Laws illusory, do not get desired results in dealing with corruption in medical field: Khurshid

NEW DELHI, July 15:  The laws to deal with corruption in the medical field are “illusory” and do not get the desired results, and in such cases blame is often apportioned to “persons who can’t fight back”, according to former Union Minister Salman Khurshid.
He made the remarks on the sidelines of a function held here to release a new book — ‘Healers or Predators?’ which talks about corruption and malpractices in the medical fraternity.
“I think, enough is not the right word. I think laws are not appropriate, they don’t really make you look for corruption, they make you look for signalling that you are interested in weeding out corruption, but they are not about corruption,” the former law minister said, when asked if there were enough laws to deal with corruption in the medical field.
He also alleged that laws often become an “instrument of oppression”.
“Laws are very bad, and by that I mean, they are not just illusory or not getting the desired results, but they also become an instrument of oppression. So, what it does is that instead of weeding out corruption, it gives you chance for greater corruption,” Khurshid said.
During the book launch function on Thursday, a panel discussion was held and among other issues, it was also debated as to whether a genuine medical mistake should be equated with corruption.
“Getting something wrong equals corruption, with the presumption that if you have it wrong, all requirements of corruption are met and that is a problem. It is when a politician makes a mistakes, or doctors make a mistake, it is treated as corruption. The doctor in Gorakhpur tragedy case, did he deliberately want to harm the children,” Khurshid asked.
“And, in corruption cases, blame is apportioned to somebody who can’t fight back,” he said.
More than 60 children, mostly infants, had died in that Uttar Pradesh town, at the BRD Hospital within a week in August, 2017. There were allegations that the deaths occurred due to disruption in oxygen supply.
On August 24, an FIR was filed against nine persons, including  principal of the hospital Rajiv Mishra, his wife Purnima Shukla, Dr Kafeel Khan and the proprietors of M/s Pushpa Sales.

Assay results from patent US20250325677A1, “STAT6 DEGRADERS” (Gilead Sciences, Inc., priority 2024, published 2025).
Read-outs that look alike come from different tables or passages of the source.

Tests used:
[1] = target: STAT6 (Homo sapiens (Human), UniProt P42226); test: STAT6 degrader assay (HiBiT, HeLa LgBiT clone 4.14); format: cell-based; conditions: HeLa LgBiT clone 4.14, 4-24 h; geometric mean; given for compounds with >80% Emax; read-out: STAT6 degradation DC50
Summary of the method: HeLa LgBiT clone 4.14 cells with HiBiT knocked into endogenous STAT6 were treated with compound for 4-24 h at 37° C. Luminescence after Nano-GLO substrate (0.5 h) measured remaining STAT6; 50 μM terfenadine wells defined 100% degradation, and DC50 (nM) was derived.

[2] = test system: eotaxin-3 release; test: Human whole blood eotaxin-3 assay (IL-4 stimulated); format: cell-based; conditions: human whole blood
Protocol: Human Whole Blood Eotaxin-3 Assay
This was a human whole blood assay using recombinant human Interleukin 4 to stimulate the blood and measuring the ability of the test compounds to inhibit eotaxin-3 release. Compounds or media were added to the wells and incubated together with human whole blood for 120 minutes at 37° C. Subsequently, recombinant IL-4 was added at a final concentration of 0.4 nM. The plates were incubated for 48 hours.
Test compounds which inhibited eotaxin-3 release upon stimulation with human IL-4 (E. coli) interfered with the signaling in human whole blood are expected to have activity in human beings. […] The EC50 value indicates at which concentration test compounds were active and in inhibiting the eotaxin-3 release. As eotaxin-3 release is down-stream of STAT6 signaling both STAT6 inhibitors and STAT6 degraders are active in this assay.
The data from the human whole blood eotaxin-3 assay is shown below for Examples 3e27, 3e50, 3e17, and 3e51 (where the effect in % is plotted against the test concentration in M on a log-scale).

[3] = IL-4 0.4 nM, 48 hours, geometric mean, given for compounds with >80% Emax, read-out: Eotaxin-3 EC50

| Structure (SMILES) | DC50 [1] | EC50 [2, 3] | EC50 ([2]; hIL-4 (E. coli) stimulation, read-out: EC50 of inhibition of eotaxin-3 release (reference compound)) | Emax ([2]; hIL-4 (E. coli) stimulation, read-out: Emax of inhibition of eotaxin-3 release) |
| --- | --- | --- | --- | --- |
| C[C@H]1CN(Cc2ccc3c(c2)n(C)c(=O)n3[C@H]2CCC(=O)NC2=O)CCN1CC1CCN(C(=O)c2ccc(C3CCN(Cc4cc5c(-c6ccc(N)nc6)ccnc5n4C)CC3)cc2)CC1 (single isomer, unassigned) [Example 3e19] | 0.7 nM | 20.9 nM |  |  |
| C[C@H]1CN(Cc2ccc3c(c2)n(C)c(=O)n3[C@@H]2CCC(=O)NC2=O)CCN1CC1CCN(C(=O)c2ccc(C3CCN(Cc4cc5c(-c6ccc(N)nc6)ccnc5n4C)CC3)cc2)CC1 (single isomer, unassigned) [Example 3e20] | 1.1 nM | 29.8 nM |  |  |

On September 2 last, Khan, was arrested and subsequently removed from the post of nodal officer at the Baba Raghav Das Medical College in the hospital. He was granted bail by the Allahabad High Court late April this year.
After coming out of jail, Kafeel had hugged his wife and daughter and said, “The honourable high court has clearly said that there is no evidence against me. You know what my family went through in the last eight months. I do not know what my fault is”.
“There is a failure of the rural health system in Uttar Pradesh as the Gorakhpur case suggests,” Khurshid had alleged during the panel discussion.
The book explores the many facets of corruption — from exorbitant billing by corporate hospitals to the non-merit-based selection in medical colleges to the questionable motives playing strong in the area of organ transplant, according to the Oxford University Press, the publisher of the voluminous book. UK-born David Berger, former non-executive director of British Medical Journal Publishing Group, who currently serves as an emergency doctor at Broome Hospital in a remote part of Western Australia, said India has its own challenges, which are different from the ones faced in other countries. (PTI)
“The right approach would be strengthening of the rural medical infrastructure and system,” he said.
“Many doctors are morally strong but they become corrupt because of the corrupt environment in which they function,” Berger said. (PTI)


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